Sunday, March 25, 2012

The Hunger Games review

The Hunger Games is the first book in Suzanne Collins' best selling trilogy. The book is set in a dystopian society where an evil dictator rules and forces two tributes, a boy and a girl, from each of the twelve districts to the hunger games, a televised fight to the death that reminds the districts that they are helpless to the power of the capitol. The Hunger Games was first published in 2008 and instantly became a sensation. The rights to the book were bought by Lionsgate, a mid-major studio that's largest hit came in the form of Michael Moore's Fahrenheit 9/11. Lionsgate brought in Gary Ross to direct and co-write the script with author Suzanne Collins. They cast Jennifer Lawrence as Katniss and Josh Hutcherson as Peeta and filmed in North Carolina with an $80 million dollar budget. The book had the potential to be as massive as Twilight or Harry Potter, but for every successful adaptation, there is also an Eragon or Percy Jackson. But The Hunger Games falls into the first category. The Hunger Games has become an excellent film and stays faithful to the book, while putting its own touch on the story.

As most people know, The Hunger Games follows Katniss Everdeen (Lawrence), who volunteers for her sister Prim (Willow Shields) at the reaping for the hunger games. Katniss and her fellow tribute Peeta (Hutcherson) are put into an arena and forced to fight twenty-two other tributes including the brutal Cato (Alexander Ludwig), the vicious Clove (Isabel Fuhrman) and others. Katniss is helped by her drunken mentor Haymitch (Woody Harrelson) and her stylist Cinna (Lenny Kravitz) before the arena and is assisted by the young Rue (Amandla Stenberg) while she is in the games.

The film's pacing is fantastic and where the book is slow, the film speeds it up. The book is told in first person, and the movie changes that so that we can follow what's happening outside the arena while Katniss is stuck in the games. Some people have complained that the film moved too fast through scenes, but I think they did just fine. The cast is amazing. Lawrence is powerful as Katniss and Hutcherson is good in some scenes, but not as good in others. The supporting cast is even better. Elizabeth Banks is fantastic as Effie Trinket and the best part is Lenny Kravitz as Cinna. Perfect. Wes Bentley also gets a ton of screen time as Seneca Crane, a character only mentioned in the books.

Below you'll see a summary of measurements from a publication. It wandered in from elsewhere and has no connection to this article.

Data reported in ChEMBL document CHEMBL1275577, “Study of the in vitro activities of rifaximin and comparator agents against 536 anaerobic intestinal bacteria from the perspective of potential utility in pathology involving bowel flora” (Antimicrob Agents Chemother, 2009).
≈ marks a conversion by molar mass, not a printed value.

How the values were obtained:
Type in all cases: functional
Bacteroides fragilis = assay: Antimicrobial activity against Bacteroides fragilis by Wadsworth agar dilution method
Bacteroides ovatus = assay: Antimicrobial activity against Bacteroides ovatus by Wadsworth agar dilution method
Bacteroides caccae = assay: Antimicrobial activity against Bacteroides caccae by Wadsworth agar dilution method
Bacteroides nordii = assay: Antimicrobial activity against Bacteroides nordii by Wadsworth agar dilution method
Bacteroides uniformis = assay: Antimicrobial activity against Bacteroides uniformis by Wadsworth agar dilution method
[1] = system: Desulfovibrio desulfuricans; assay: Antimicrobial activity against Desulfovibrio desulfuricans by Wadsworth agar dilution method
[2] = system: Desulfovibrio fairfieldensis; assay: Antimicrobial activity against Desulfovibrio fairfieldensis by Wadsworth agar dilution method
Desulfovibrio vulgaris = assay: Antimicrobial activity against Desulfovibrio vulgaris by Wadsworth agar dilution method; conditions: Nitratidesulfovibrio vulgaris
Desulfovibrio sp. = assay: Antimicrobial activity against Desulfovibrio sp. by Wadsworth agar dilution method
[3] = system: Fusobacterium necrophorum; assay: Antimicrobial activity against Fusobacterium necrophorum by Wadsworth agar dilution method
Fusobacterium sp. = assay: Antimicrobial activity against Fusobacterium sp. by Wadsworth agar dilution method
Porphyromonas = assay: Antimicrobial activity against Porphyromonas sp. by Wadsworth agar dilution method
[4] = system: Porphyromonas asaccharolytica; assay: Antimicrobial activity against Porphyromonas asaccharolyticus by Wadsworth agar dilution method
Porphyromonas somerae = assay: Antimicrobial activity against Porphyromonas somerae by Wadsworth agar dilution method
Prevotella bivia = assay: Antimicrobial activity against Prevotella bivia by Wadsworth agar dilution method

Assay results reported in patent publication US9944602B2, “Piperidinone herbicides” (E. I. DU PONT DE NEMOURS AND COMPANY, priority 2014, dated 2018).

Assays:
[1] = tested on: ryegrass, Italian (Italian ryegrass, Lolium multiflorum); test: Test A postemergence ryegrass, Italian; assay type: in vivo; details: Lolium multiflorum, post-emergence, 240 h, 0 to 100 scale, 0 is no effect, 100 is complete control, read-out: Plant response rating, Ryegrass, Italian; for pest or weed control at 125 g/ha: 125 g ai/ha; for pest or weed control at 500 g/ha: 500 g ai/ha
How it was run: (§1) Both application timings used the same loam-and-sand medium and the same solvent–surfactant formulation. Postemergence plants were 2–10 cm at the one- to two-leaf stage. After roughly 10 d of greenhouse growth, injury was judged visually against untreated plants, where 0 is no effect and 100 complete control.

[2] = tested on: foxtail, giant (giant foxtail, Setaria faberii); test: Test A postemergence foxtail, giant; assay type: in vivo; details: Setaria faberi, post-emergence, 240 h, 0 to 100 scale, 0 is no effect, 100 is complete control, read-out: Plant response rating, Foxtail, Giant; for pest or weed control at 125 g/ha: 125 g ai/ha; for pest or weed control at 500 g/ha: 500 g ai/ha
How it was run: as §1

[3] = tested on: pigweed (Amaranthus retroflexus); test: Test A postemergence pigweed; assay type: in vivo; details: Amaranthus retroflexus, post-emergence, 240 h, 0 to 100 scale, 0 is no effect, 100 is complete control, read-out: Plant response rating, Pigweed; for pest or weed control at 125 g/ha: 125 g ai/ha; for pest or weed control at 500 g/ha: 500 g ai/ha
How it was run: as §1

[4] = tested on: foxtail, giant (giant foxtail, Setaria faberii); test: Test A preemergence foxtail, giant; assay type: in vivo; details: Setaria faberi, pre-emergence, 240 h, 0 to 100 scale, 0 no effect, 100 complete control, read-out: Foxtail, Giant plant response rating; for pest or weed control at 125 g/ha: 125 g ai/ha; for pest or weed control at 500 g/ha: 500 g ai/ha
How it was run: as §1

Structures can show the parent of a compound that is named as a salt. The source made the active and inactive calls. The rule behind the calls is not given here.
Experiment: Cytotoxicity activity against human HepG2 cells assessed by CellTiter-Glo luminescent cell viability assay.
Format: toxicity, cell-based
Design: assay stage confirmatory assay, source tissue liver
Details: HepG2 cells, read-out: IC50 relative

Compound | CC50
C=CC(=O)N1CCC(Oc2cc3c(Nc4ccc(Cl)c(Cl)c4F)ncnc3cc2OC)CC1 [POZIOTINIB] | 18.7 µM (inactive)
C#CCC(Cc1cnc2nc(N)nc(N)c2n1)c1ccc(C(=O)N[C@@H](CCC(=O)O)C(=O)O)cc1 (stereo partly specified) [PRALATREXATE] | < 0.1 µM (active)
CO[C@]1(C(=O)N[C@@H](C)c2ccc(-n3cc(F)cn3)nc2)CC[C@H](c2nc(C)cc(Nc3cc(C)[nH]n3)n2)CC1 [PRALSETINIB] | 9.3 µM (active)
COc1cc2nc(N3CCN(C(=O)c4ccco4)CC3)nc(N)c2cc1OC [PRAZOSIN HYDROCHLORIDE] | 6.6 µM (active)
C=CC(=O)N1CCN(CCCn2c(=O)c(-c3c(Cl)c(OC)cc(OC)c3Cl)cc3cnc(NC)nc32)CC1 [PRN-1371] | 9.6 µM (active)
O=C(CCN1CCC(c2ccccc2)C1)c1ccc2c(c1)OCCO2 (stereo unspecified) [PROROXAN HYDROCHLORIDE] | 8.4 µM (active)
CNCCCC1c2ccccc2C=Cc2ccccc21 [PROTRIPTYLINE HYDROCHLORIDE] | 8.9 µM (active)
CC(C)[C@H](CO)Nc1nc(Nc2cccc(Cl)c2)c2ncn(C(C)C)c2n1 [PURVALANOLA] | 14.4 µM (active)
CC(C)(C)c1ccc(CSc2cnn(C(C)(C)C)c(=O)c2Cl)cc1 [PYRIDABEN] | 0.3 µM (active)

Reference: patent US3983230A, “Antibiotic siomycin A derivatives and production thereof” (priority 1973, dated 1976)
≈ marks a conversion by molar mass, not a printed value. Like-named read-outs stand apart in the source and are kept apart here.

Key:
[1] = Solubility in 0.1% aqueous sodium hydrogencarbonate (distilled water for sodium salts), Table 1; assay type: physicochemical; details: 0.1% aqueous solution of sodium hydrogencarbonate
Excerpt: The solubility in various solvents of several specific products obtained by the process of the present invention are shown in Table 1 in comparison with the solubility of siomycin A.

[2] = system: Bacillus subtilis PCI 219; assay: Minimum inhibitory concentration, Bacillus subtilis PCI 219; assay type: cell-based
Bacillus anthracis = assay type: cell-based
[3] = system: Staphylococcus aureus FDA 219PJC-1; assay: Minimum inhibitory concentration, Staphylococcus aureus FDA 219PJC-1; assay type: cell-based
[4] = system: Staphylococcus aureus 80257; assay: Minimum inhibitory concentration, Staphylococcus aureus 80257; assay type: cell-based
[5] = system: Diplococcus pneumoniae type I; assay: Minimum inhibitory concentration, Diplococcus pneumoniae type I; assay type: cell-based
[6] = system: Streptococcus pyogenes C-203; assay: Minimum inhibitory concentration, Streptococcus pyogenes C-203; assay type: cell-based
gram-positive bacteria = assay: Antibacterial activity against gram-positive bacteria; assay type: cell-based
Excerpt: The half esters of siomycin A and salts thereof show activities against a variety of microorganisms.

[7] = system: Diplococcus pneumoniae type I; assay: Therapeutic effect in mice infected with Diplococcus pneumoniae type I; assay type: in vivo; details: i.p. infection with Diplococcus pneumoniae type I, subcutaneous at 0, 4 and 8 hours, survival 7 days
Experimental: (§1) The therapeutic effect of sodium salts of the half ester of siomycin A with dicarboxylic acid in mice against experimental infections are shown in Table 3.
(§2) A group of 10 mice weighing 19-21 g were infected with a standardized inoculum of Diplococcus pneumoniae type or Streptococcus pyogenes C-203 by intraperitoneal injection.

The violence is also handled quite well. The cornucopia scene is probably the most violent, but the shaky camera work prevents any focus on gore. The violence is not really showed as much as suggested. The worst ever shown is Cato snapping the neck of a young tribute. Other than that, the violence is not shown viciously.

The capitol is amazing and some of the most wonderful set designs I've seen. District 12 is also handled quite well. It shows the horror and harsh conditions some of the poorer districts go through excellently. The reaping is extremely powerful. The horror of kids get picked to essentially die is bad enough to read about, but worse to see actually happen.

The movie is also extremely faithful to the book. All the important scenes and set pieces are there and all the stuff that is different are just small details. The Hunger Games is an excellent film. Gary Ross did the near impossible: make an emotional, gritty and violent movie that's faithful to the book while appealing strongly to the masses who haven't read it. The Hunger Games will enter the success column of Hollywood movies adapted from books and it won't be long before we see Catching Fire and Mockingjay on the big sceen.

THE FINAL GRADE: B+                                           (8.4/10)

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